The Wikipedia term “crush” refers to a short-lived and unrequited love or limerence (“to crush on”). The primary characteristics of limerence can be summarized as intrusive, perhaps obsessive thinking about the limerent object and acute longing for reciprocation. Limerent people can act as a reservoir of memetic ideas as expressed in Karl Popper’s Conjectures and Refutations (1963). From his point of view, theories that better survive the process of refutation are actually not more true, but rather, more “fit”.1 The limerent attitude of interventional cardiologists to ...

Novel Intracoronary Steerable Support Catheter for Complex Coronary Intervention

Srihari S. Naidu, MD and Shing-Chiu Wong, MD

Case Description. A 69-year-old female with hypertension and hyperlipidemia presented with a 2-month history of worsening exertional angina. Nuclear perfusion imaging indicated ischemia in the inferior and inferoposterior walls, with preserved left ventricular function. Coronary angiography was notable for severely calcified vessels and a right dominant circulation. The left anterior descending and left circumflex arteries were free of critical stenosis, but the right coronary artery was tortuous in its proximal segment, with a 99% mid-vessel lesion that appeared as a calcified, obst...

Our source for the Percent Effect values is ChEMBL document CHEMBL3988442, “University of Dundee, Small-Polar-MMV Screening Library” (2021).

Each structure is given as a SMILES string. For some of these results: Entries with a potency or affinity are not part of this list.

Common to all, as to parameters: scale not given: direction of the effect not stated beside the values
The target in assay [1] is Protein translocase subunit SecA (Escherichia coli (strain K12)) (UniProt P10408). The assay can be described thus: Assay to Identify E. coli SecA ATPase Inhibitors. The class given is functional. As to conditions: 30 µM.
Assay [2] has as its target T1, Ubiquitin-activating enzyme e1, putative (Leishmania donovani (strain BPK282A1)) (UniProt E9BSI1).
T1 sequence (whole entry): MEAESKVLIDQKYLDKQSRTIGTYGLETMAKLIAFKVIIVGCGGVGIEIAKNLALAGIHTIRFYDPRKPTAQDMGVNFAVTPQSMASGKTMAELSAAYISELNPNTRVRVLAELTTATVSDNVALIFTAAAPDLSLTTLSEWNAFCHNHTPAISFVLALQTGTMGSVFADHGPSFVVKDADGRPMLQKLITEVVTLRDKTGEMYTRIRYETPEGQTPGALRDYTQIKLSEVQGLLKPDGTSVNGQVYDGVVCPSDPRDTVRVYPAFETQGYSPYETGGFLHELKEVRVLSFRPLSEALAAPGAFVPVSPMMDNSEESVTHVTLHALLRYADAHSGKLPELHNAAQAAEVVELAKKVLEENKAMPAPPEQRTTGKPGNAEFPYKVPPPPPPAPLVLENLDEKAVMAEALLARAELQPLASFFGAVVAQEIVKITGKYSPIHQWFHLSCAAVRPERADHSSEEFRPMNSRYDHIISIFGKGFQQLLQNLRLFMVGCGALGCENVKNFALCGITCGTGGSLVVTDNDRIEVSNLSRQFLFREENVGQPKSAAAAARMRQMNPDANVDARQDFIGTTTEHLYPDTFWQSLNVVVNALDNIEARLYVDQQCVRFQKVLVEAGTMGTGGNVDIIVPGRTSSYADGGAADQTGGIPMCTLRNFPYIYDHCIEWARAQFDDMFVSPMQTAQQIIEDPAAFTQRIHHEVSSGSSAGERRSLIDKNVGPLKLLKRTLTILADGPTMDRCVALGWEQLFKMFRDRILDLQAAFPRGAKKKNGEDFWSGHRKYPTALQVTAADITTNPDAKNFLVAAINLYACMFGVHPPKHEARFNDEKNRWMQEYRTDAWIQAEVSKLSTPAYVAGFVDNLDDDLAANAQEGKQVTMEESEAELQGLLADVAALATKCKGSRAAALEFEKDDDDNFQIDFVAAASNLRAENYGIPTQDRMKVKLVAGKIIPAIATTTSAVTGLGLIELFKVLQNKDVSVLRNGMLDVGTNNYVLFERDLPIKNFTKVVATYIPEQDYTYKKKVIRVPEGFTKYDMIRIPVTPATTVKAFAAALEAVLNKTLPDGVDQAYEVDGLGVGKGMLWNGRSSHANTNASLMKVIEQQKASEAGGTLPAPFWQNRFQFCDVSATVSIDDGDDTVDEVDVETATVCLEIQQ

Saphenous Vein Graft Rheology Simulating a Thrombotic Lesion

Adrian F. Low, MD, Eugene Pomerantsev, MD, Margaret Ferrell, MD

Case Presentation. A 59-year-old male was admitted for accelerated angina. Serial ECGs and cardiac enzymes ruled out a myocardial infarction. He had undergone coronary artery bypass grafting 4 years before, as well as coronary stenting of an ostial circumflex lesion 1 year after his bypass. After the procedure, he was doing well until his most recent presentation to us. Diagnostic coronary angiography documented severe native coronary artery disease with in-stent restenosis of the previously stented circumflex artery. A focal lesion was noted at the ostium of the large first septal p...

Iodixanol and Chronic Kidney Disease

Gilbert Deray, MD

Dear Editor,

I read with great interest the Tadros, et al. article1 entitled Iso-osmolar Radiocontrast Iodixanol in Patients with Chronic Kidney Disease (J Invasive Cardiol 2005;17:211–215).

They concluded that the volume of iso-osmolar radio contrast does not affect the incidence of contrast-induced nephropathy (CIN) in diabetic patients with chronic kidney disease. They also compared the incidence of CIN with the use of iso-osmolar contrast iodixanol compared to a similar historical control, and found a lower incidence of CIN with the former (57% versus 24%).